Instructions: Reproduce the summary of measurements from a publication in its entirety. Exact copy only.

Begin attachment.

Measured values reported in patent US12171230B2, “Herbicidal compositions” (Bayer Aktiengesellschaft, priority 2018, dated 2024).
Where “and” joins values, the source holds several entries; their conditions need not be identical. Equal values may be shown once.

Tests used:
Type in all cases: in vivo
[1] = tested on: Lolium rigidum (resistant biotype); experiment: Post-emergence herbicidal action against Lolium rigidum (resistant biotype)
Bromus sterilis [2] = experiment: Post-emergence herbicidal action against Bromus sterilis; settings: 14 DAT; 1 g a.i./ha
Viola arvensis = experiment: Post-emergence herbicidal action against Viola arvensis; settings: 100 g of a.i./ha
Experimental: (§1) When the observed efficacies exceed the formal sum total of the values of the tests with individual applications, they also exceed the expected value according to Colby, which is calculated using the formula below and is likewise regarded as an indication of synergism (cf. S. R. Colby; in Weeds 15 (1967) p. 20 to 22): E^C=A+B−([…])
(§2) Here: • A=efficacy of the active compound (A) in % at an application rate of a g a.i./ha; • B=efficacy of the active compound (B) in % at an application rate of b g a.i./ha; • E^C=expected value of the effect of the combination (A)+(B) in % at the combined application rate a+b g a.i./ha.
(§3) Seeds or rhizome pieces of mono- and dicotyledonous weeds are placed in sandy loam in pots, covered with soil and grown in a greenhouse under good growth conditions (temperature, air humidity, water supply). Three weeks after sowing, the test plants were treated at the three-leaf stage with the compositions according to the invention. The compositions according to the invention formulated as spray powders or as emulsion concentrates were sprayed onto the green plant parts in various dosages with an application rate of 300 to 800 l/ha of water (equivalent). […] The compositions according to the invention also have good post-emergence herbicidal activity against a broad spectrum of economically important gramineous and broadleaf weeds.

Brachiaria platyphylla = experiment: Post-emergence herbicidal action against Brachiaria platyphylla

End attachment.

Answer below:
Measured values reported in patent US12171230B2, “Herbicidal compositions” (Bayer Aktiengesellschaft, priority 2018, dated 2024).
Where “and” joins values, the source holds several entries; their conditions need not be identical. Equal values may be shown once.

Tests used:
Type in all cases: in vivo
[1] = tested on: Lolium rigidum (resistant biotype); experiment: Post-emergence herbicidal action against Lolium rigidum (resistant biotype)
Bromus sterilis [2] = experiment: Post-emergence herbicidal action against Bromus sterilis; settings: 14 DAT; 1 g a.i./ha
Viola arvensis = experiment: Post-emergence herbicidal action against Viola arvensis; settings: 100 g of a.i./ha
Experimental: (§1) When the observed efficacies exceed the formal sum total of the values of the tests with individual applications, they also exceed the expected value according to Colby, which is calculated using the formula below and is likewise regarded as an indication of synergism (cf. S. R. Colby; in Weeds 15 (1967) p. 20 to 22): E^C=A+B−([…])
(§2) Here: • A=efficacy of the active compound (A) in % at an application rate of a g a.i./ha; • B=efficacy of the active compound (B) in % at an application rate of b g a.i./ha; • E^C=expected value of the effect of the combination (A)+(B) in % at the combined application rate a+b g a.i./ha.
(§3) Seeds or rhizome pieces of mono- and dicotyledonous weeds are placed in sandy loam in pots, covered with soil and grown in a greenhouse under good growth conditions (temperature, air humidity, water supply). Three weeks after sowing, the test plants were treated at the three-leaf stage with the compositions according to the invention. The compositions according to the invention formulated as spray powders or as emulsion concentrates were sprayed onto the green plant parts in various dosages with an application rate of 300 to 800 l/ha of water (equivalent). […] The compositions according to the invention also have good post-emergence herbicidal activity against a broad spectrum of economically important gramineous and broadleaf weeds.

Brachiaria platyphylla = experiment: Post-emergence herbicidal action against Brachiaria platyphylla